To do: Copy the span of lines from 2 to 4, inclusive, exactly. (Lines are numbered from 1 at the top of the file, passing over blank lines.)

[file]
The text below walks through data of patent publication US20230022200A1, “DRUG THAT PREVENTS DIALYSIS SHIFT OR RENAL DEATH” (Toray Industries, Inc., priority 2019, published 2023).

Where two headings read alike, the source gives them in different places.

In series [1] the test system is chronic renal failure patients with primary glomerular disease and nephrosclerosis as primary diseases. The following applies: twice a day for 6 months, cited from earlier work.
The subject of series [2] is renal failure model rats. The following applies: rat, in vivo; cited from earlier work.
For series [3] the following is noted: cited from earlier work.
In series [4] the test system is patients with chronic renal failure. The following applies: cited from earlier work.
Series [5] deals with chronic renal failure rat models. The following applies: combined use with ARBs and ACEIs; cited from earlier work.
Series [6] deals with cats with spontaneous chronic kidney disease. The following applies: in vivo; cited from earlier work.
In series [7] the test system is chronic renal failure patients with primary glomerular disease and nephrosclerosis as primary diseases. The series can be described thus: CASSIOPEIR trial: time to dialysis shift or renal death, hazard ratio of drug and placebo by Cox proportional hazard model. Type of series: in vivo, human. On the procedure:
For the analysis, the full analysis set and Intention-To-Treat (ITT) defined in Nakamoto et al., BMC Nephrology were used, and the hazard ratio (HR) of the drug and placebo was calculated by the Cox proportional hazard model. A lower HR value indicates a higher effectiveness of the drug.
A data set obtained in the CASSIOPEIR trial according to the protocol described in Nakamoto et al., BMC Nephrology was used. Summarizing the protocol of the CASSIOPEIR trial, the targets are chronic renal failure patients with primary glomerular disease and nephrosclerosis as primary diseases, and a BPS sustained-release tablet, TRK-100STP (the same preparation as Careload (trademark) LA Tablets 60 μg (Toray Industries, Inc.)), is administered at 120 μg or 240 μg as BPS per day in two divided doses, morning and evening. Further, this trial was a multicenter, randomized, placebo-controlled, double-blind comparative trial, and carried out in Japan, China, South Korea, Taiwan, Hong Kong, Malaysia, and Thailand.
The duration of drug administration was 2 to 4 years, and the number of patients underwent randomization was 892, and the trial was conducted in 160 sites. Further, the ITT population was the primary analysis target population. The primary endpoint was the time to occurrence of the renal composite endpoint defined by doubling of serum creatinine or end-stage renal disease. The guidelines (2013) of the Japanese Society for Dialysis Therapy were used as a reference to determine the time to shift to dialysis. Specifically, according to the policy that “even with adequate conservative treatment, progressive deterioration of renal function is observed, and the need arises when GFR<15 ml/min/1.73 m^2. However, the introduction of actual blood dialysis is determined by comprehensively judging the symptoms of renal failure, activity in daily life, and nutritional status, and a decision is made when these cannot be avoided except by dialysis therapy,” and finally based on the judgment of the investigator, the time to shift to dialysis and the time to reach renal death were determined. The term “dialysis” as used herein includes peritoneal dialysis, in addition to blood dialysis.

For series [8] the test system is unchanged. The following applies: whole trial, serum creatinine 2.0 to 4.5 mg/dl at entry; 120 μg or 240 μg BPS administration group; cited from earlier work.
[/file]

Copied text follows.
Where two headings read alike, the source gives them in different places.

In series [1] the test system is chronic renal failure patients with primary glomerular disease and nephrosclerosis as primary diseases. The following applies: twice a day for 6 months, cited from earlier work.
The subject of series [2] is renal failure model rats. The following applies: rat, in vivo; cited from earlier work.